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HOÿOULU I KA LAMA
McBride ‘Ohana working together to make a lei
1st Quarter Events
Another Exciting Quarter!
This year’s Fall Festivities have kept us all busy here at the
Hawaiian Cultural Center. Aside from the many activities planned for our Native Hawaiian community, this quarter has been full of educational and culturally edifying opportunities. We were fortunate to learn from one of Hawaiÿi’s prestigious indigenous educators, Kü Kahakalau. We also had the opportunity to share more about our culture at two educational events for our local youth. But not only was it an insightful quarter, but it was full of fun activities for everyone!
January 16, 2012 Sign up for our next set of family sessions. Now only 5 weeks long!
January 21, 2012 Join us as we watch our families compete to make the best Poke.
Traveling LAOKO Sessions PISA High School Conference Mana Conference Breakfast with Santa
Save the Date! LAOKO Sessions Poke Challenge
‘Ohana Saturday April 21, 2012 Come and enjoy a fun-filled day for the whole family!
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Indigenous Education By Tina Cabiles The term indigenous education refers to the inclusion of traditional Native teaching methodologies with the intent to pass on indigenous bodies of knowledge. At the forefront of indigenous education for Native Hawaiians is Kü Kahakalau and her ÿohana (family), whom we were blessed to Ku Kahakalau presenting on indigenous education
have visit us at the Hawaiian Cultural Center and share their mana'o (knowledge) with our community. On October 13th, we organized a community presentation on Indigenous Education with Kü Kahakalau and her ÿohana as the presenters. Well attended by local Pacific Islander educators, the manaÿo (knowledge) shared by ka ÿohana Kahakalau was not only well received, but definitely resonated with each of those present.
What stood out for many was the emphasis given to learning and embracing our Native Languages at ALL levels of ability, and the importance of using the terms and vocabulary we DO know and focusing on building on those. For many it removed the stress factor of how much there is to learn which can be daunting, and placed it squarely on seeking out varying methods to learn and incorporate the use of our language on a daily basis, in everyday situations. Relations, relevance and rigor. Those three components and how they are applied in the Hawaiian Charter School movement by Kanu O Ka ÿAina are still echoing for us here in Utah. We are still in the contemplation stage as we determine how best to implement these key ideas and best practices into our current and future programs. 2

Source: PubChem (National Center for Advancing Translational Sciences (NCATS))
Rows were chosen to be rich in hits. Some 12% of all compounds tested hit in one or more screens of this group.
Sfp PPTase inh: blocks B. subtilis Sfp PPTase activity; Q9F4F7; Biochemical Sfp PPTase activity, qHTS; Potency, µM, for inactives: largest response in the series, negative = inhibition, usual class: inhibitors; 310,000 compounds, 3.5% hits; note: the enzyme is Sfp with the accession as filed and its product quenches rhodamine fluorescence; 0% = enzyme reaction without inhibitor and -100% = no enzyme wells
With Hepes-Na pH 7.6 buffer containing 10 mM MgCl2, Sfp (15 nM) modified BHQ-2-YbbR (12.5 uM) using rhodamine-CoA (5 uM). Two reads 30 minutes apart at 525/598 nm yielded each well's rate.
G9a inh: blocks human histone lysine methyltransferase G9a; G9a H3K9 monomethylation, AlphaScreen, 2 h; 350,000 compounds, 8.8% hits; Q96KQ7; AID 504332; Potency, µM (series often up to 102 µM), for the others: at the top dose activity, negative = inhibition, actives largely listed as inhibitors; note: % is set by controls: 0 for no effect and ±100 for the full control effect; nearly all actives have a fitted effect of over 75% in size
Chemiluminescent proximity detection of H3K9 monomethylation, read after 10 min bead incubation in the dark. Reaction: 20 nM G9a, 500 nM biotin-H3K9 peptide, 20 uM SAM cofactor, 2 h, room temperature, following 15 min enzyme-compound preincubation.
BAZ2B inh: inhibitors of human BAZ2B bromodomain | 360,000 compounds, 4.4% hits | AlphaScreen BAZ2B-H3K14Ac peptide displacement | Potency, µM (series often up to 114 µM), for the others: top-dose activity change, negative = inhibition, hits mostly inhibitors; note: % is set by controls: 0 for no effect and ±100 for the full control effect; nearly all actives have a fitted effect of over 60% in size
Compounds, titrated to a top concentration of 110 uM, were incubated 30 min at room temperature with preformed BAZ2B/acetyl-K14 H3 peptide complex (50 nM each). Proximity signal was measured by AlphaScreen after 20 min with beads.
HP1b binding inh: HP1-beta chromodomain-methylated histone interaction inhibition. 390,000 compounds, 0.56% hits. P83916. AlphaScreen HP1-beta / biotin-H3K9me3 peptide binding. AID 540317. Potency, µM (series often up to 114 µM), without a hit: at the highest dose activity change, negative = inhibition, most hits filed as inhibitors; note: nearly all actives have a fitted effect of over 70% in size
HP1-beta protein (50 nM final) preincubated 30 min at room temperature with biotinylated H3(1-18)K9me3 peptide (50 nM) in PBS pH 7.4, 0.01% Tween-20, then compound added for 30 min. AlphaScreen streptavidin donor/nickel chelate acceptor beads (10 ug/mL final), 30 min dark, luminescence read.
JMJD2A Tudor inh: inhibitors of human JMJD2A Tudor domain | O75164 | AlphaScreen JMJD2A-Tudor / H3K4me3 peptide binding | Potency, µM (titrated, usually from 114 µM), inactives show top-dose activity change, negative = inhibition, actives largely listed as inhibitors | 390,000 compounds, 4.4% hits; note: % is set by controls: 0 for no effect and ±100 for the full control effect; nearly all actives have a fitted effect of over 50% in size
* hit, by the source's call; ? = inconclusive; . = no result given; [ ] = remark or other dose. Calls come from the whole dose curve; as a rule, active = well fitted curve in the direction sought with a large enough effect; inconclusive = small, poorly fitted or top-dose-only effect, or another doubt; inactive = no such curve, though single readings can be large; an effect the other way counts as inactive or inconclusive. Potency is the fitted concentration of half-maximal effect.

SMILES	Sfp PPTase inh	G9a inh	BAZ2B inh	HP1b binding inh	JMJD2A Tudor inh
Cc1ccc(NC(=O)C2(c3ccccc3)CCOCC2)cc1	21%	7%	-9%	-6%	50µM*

Kahkalau family sharing more on Makahiki
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Participants playing various Makahiki games
With Ka ÿOhana Kahakalau
Makahiki – a time of rest, a time of
Participants playing Könane (Hawaiian Checkers)
The evening began with an
peace, a time of celebration. In honor of the
introduction to Makahiki, which included a
God Lono, it was during this four-month
more in depth description of the different
period where war was kapu (forbidden), and
games played, and the different chants used
temple ceremonies and all hard labor
throughout this celebratory period.
After the presentation, everyone had a
During this time of celebration, it was
chance to experience how these games and
customary for commoners to participate in
chants were actually performed. It was the
friendly competition thru games like huki
perfect opportunity for everyone to learn that
huki (pulling game), haka moa (fighting
not all these games were as easy as one
chicken), ‘ulu maika, Konane (Hawaiian
would think. Some were more competitive
Checkers) and other various traditional
than others, but that just made the experience
On October 14th we had the
By participating in these games, it
opportunity to recreate said events here at
brought our community that much closer to
the Hawaiian Cultural Center with guidance
knowing and understanding our culture and
from our guests, Ka ÿOhana Kahakalau.
heritage. Kahakalau ÿohana demonstrating how to play haka moa (chicken fight game)
Participants playing huki huki (pulling game)
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Halloween Bash By Nohea Hanohano
Before we start giving thanks or remembering the sacrifice of one, we take a little time to give into our superstitions and child-like fantasies.
Various age groups participating in the donut eating contest
We celebrate Halloween with costume parties, trick-or-treating, fun games and great friends. Here at the Hawaiian Cultural Center, we are no different. We held our 2nd annual Halloween Bash on Saturday October 29 and what a great success it was.